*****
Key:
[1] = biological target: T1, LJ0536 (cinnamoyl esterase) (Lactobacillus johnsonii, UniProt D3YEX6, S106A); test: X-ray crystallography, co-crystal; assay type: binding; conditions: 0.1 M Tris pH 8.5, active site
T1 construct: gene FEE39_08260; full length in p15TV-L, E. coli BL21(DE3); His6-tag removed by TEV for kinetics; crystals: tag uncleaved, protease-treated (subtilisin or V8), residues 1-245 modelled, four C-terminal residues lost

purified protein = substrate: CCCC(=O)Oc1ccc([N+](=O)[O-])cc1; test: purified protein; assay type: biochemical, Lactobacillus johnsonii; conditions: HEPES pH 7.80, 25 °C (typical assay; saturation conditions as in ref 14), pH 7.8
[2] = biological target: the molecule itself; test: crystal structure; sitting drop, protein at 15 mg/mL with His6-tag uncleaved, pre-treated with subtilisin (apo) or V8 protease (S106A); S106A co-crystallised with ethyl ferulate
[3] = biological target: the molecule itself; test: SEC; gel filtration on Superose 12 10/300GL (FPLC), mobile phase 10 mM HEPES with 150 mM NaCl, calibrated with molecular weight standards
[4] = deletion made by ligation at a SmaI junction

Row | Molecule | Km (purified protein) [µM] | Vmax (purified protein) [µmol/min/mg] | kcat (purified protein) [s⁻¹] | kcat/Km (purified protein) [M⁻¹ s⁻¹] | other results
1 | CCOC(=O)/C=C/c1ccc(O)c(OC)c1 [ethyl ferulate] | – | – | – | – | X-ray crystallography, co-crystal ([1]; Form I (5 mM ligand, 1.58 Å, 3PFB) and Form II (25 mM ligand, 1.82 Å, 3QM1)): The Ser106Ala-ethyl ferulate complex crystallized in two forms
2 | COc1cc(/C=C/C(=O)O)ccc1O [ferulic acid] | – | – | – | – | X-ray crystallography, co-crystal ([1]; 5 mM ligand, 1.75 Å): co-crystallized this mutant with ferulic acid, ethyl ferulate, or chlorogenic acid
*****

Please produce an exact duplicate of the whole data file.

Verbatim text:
Key:
[1] = biological target: T1, LJ0536 (cinnamoyl esterase) (Lactobacillus johnsonii, UniProt D3YEX6, S106A); test: X-ray crystallography, co-crystal; assay type: binding; conditions: 0.1 M Tris pH 8.5, active site
T1 construct: gene FEE39_08260; full length in p15TV-L, E. coli BL21(DE3); His6-tag removed by TEV for kinetics; crystals: tag uncleaved, protease-treated (subtilisin or V8), residues 1-245 modelled, four C-terminal residues lost

purified protein = substrate: CCCC(=O)Oc1ccc([N+](=O)[O-])cc1; test: purified protein; assay type: biochemical, Lactobacillus johnsonii; conditions: HEPES pH 7.80, 25 °C (typical assay; saturation conditions as in ref 14), pH 7.8
[2] = biological target: the molecule itself; test: crystal structure; sitting drop, protein at 15 mg/mL with His6-tag uncleaved, pre-treated with subtilisin (apo) or V8 protease (S106A); S106A co-crystallised with ethyl ferulate
[3] = biological target: the molecule itself; test: SEC; gel filtration on Superose 12 10/300GL (FPLC), mobile phase 10 mM HEPES with 150 mM NaCl, calibrated with molecular weight standards
[4] = deletion made by ligation at a SmaI junction

Row | Molecule | Km (purified protein) [µM] | Vmax (purified protein) [µmol/min/mg] | kcat (purified protein) [s⁻¹] | kcat/Km (purified protein) [M⁻¹ s⁻¹] | other results
1 | CCOC(=O)/C=C/c1ccc(O)c(OC)c1 [ethyl ferulate] | – | – | – | – | X-ray crystallography, co-crystal ([1]; Form I (5 mM ligand, 1.58 Å, 3PFB) and Form II (25 mM ligand, 1.82 Å, 3QM1)): The Ser106Ala-ethyl ferulate complex crystallized in two forms
2 | COc1cc(/C=C/C(=O)O)ccc1O [ferulic acid] | – | – | – | – | X-ray crystallography, co-crystal ([1]; 5 mM ligand, 1.75 Å): co-crystallized this mutant with ferulic acid, ethyl ferulate, or chlorogenic acid